So, how about foregrounds?

Trickier, but possible indeed.

Scenario 1. Let's say you want an area where there's some objects that due of vertical scrolling would look like if you stepped over them? But also, this layer is at the bottom/top of the stage. You don't need it scrolled at all but you need certainly make sure that you don't step over them so you can give depth to the stage.

Then just make the items you need in the foreground in a whole layer with the size of your main layer 001 (if possible, from your stage design in your image editor just duplicate the items you need to stick out, then disappear the rest of the elements of your design BUT the stick out items with a black background, save, and add it in your fpg).
On SORmaker, put the layer on -240, which is the maximum foreground visualization without overlapping the lifebars, stage clear screen and other stuff. And the scroll speed to 1 so the layer gets stuck completely on your main layer as if it was part of it.


VOILA~!
Many people might be asking why not using a layer with the exact size of the items you want to put on the foreground, and in fact you could, but by using the same size of your main layer and being done inside the graphic design of your stage, it will guarantee 100% accuracy of the item placement inside the game, thus no need to tweak for positioning, especially on diagonal stages.


Scenario 2. Remember the bad effect shown on Charco's stage 1-1 of v4 remade?



Yes, this scenario. I want to make a scrollable foreground in the first area of the stage before I go down but... considering that my stage scrolls also up and down even before I need to go down or up then it does show that under my layer there's... a void! >_< What to do!?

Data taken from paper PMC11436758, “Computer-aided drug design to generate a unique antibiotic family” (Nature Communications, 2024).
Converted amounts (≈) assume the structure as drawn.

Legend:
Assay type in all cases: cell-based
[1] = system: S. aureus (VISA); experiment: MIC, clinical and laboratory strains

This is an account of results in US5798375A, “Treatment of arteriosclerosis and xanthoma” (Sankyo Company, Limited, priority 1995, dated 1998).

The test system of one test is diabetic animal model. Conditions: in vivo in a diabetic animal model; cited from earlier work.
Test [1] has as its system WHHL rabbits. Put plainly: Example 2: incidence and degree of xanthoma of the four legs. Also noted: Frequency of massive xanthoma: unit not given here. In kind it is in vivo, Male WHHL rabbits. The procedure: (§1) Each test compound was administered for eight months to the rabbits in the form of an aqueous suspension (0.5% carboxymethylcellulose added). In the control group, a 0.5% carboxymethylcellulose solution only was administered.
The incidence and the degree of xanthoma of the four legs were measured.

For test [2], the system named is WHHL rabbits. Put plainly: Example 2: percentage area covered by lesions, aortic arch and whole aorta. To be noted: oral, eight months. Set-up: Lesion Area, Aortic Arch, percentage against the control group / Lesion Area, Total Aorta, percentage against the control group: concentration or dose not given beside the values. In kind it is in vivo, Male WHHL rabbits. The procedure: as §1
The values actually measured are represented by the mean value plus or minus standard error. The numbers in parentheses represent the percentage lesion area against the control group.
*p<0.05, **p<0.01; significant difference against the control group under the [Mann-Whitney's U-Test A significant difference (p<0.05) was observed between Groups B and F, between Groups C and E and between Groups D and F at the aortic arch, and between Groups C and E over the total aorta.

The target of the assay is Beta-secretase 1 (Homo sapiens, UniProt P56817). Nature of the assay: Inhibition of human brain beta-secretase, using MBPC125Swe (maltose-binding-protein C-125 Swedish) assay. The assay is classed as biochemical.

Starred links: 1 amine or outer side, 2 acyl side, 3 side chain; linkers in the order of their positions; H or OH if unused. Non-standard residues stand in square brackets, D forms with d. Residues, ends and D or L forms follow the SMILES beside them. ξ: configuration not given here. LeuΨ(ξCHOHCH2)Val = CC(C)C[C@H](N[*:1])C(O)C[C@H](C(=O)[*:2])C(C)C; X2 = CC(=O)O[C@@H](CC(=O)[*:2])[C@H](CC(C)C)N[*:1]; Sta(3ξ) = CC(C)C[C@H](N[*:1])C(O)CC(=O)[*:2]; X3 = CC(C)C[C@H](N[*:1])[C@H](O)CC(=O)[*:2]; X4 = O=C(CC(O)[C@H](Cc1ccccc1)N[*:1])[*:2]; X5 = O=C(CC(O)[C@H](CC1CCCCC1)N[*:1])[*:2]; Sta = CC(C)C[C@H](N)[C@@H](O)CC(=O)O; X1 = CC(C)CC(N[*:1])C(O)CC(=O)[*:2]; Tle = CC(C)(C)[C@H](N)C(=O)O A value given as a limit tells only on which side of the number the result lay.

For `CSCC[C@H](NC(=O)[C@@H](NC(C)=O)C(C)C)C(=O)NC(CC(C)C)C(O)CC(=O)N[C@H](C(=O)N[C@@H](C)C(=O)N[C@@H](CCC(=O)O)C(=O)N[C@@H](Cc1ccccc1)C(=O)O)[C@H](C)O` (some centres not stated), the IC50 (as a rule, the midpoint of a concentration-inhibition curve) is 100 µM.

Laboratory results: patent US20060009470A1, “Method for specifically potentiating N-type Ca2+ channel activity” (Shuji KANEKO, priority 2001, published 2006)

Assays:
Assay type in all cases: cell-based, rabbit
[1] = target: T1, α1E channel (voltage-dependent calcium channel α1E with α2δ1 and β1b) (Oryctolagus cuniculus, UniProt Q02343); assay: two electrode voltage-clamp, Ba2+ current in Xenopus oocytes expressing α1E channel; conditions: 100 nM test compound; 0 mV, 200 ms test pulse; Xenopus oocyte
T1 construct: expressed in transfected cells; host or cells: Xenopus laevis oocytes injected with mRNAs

Okay, there's two solutions for this:

1) The easier way to do this is to place your foreground layer (has to be a partial layer, of course, you only need it in that area in particular) with Scroll X tab. Also make sure to tweak the speed of your foreground scroll in order that, when you need to go up or down, the foreground layer is out of the area so it doesn't look weirdly out of place... like this:

This way, whenever you move up or down, the foreground stays on screen.

Examples:



I personally don't like how it looks like because it looks awkward the effect, but I think it works well if the foreground it's meant to be from a bit aerial position that justifies the foreground to be shown... like from a nearby rooftop, say.

2) A more elaborated way to do this is: Make a foreground layer covering the Y visible areas, which means, if you want to use the generic fences, garden dividers, phone booths, cars, signs, people, etc, make sure their bases are visible over a different ground layer if you wanna make them visible. Pretty much you have to fill out the void beneath it.

In all honesty, this could be my approach if I had to since it will deliver a more visual stunning impact and won't look awkward the scrolling in X and Y altogether. You still might need to tweak the speed of that foreground so doesn't clash vertically with your players/enemies and look like if a whole sidewalk is stomping over them.

Point in fact, would be highly recommendable to keep the design in the vertical viewing area as you go down so it looks like a whole street block (the same, keeping it under the non-walkable area).


General tips:

If you are going to use police, put it in Helicopter only mode, otherwise... something like this would happen:

which doesn't look THAT bad if you filled up the lower part completely... but if you did, then it might look as shitty as this:


So, bottomline, stick with Helicopter assistance only. Razz

Now here's the deal breaker: How to play a diagonal stage?

Yeah, sounds stupid, kinda like: